Whether you're a freshman or in your last year of post-graduate studies, the middle of the semester is a stressful time. You've got tests, papers and research in most classes, and grades that can make or break the remainder of your first half of the school year. Most students take a guess at midterm grades, but it would be easier if a calculation could be made, with variables interchanged for the number of assignments leading up to the heavily weighted midterm exam.

The equation listed in Step 4 is expressed in terms of all homework from the first half of the first semester being turned in and graded. If your class assigned nine assignments, but only five have been graded in this semester, a normalization factor needs to be accounted for. This would change the multiplier in front of HWa to the following: (5/9)*(1/2) = 0.278.

Additionally, the normalization factor (0.278) needs to be added to "0.25" to properly calculate the percentage of homework graded, as well as the midterm exam. Given both situations, the formula would look as follows:

MA = ( 0.278 * HWa + 0.25 * ME ) / (0.528)

Write down or gather all your grades from homework and assignments graded up to the midterm exam. Each one of these assignments will be graded as a numerator and denominator (such as 40 points out of a possible 45).

Add up the points earned for homework (or your homework numerators) and do the same for the total possible points (or your homework denominators).

Take both of those numbers, which can be expressed as HWn and HWd and plug them into the following equation: 100 * HWn/HWd. This equation will allow you to see what your homework average (HWa) is, in terms of a percentage.

Use your midterm grade, expressed in a percentage, to find a midterm average for all your homework and tests. An equation for this particular calculation could look like this:

MA = (0.5 * HWa + 0.25 * ME) / (0.75).

Take note that the "0.25" means that the midterm exam (ME) was worth 25 percent of your grade, while the "0.5" means homework was worth half your grade, but this might differ, depending on your teacher's grading structure. Check your syllabus for particular percentages or weights of exams. The "0.75" at the end of the equation represents the normalization factor. It was obtained by adding your two percentages, which reflect the weight of a midterm exam (0.25) and homework (0.5).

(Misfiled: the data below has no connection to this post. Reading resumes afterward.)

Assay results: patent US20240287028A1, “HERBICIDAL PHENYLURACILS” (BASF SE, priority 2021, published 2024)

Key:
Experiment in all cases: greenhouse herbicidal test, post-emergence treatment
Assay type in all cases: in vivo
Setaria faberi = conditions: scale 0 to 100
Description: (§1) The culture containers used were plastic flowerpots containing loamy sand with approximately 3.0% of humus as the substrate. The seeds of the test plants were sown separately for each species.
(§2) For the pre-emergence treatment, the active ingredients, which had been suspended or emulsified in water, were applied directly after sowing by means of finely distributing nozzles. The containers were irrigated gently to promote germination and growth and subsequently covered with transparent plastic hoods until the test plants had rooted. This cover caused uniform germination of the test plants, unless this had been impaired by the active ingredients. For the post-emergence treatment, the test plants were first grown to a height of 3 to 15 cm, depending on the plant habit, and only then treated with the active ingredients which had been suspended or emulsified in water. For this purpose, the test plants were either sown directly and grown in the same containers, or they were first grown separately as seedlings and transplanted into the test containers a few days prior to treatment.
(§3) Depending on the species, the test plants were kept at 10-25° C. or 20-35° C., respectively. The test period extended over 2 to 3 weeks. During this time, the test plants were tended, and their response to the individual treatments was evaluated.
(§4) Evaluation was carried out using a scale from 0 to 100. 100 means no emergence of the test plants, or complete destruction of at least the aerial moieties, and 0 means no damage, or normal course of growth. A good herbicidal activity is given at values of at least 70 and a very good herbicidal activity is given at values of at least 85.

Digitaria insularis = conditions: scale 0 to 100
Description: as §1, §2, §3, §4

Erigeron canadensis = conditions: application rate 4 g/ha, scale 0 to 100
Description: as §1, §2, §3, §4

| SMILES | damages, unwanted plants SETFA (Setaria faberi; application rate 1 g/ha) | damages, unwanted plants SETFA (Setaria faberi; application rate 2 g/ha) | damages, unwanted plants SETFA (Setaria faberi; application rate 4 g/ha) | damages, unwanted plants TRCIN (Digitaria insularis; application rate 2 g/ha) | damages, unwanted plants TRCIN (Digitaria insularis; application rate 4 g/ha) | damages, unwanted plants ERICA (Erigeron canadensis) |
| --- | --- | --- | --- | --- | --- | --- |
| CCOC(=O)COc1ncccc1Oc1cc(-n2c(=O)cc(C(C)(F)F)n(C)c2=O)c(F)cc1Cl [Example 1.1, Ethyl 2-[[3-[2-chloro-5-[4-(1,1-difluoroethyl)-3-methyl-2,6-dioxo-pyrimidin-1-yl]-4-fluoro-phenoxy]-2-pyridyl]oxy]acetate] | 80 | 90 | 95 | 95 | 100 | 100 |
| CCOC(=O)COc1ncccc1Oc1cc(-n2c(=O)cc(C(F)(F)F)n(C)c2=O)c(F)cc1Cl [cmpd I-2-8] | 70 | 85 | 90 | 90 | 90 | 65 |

Put your values in the equation to find your average: For example, say you have seven assignments. Six of those assignments are on the midterm report, as well as a midterm exam. Those assignments total up to a possible 60 points, of which you have earned 56. The midterm exam was worth 100 points, and you got 89 points. Because homework counts for 50 percent of your midterm grade and the exam counts for 25 percent, the equation would look like this:

MA = (0.5_93.3 + 0.25_89)/(0.75) MA = (46.65 + 22.25)/(0.75) MA = 91.86

#### Tips

References

Tips

- The equation listed in Step 4 is expressed in terms of all homework from the first half of the first semester being turned in and graded. If your class assigned nine assignments, but only five have been graded in this semester, a normalization factor needs to be accounted for. This would change the multiplier in front of HWa to the following: (5/9)*(1/2) = 0.278.
- Additionally, the normalization factor (0.278) needs to be added to "0.25" to properly calculate the percentage of homework graded, as well as the midterm exam. Given both situations, the formula would look as follows:
- MA = ( 0.278 * HWa + 0.25 * ME ) / (0.528)

About the Author

Dan Gaz is a graduate of Indiana University with degrees in both exercise science and applied sport science. A self-proclaimed Internet Renaissance man, Gaz is a jack-of-all-trades and a master of none. His work can be seen in the "Post-Bulletin" (Rochester, Minn.) and on various websites.

Photo Credits

Hemera Technologies/Photos.com/Getty Images